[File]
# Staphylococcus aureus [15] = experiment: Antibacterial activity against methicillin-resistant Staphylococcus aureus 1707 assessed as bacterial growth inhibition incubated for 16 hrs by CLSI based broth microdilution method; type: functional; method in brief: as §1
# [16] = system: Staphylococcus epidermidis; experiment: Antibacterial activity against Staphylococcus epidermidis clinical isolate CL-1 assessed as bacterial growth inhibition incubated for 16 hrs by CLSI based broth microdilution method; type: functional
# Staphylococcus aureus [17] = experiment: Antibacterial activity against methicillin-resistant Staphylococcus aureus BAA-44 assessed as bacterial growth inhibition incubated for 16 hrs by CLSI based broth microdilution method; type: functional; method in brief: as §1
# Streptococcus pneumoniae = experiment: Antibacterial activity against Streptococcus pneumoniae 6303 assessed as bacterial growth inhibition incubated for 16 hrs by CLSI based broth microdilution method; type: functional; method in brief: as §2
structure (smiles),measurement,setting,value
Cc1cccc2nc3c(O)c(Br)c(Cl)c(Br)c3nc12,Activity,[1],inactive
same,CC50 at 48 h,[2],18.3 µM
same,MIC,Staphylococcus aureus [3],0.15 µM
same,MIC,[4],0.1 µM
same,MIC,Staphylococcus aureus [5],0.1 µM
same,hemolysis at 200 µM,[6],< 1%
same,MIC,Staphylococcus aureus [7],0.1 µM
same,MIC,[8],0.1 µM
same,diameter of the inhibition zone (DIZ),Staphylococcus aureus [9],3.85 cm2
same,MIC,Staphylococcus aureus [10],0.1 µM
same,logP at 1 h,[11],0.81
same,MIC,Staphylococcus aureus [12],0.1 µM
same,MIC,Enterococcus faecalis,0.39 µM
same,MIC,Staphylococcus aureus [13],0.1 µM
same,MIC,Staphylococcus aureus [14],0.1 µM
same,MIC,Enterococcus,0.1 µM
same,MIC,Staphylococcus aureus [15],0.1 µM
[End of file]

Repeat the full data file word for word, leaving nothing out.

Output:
# Staphylococcus aureus [15] = experiment: Antibacterial activity against methicillin-resistant Staphylococcus aureus 1707 assessed as bacterial growth inhibition incubated for 16 hrs by CLSI based broth microdilution method; type: functional; method in brief: as §1
# [16] = system: Staphylococcus epidermidis; experiment: Antibacterial activity against Staphylococcus epidermidis clinical isolate CL-1 assessed as bacterial growth inhibition incubated for 16 hrs by CLSI based broth microdilution method; type: functional
# Staphylococcus aureus [17] = experiment: Antibacterial activity against methicillin-resistant Staphylococcus aureus BAA-44 assessed as bacterial growth inhibition incubated for 16 hrs by CLSI based broth microdilution method; type: functional; method in brief: as §1
# Streptococcus pneumoniae = experiment: Antibacterial activity against Streptococcus pneumoniae 6303 assessed as bacterial growth inhibition incubated for 16 hrs by CLSI based broth microdilution method; type: functional; method in brief: as §2
structure (smiles),measurement,setting,value
Cc1cccc2nc3c(O)c(Br)c(Cl)c(Br)c3nc12,Activity,[1],inactive
same,CC50 at 48 h,[2],18.3 µM
same,MIC,Staphylococcus aureus [3],0.15 µM
same,MIC,[4],0.1 µM
same,MIC,Staphylococcus aureus [5],0.1 µM
same,hemolysis at 200 µM,[6],< 1%
same,MIC,Staphylococcus aureus [7],0.1 µM
same,MIC,[8],0.1 µM
same,diameter of the inhibition zone (DIZ),Staphylococcus aureus [9],3.85 cm2
same,MIC,Staphylococcus aureus [10],0.1 µM
same,logP at 1 h,[11],0.81
same,MIC,Staphylococcus aureus [12],0.1 µM
same,MIC,Enterococcus faecalis,0.39 µM
same,MIC,Staphylococcus aureus [13],0.1 µM
same,MIC,Staphylococcus aureus [14],0.1 µM
same,MIC,Enterococcus,0.1 µM
same,MIC,Staphylococcus aureus [15],0.1 µM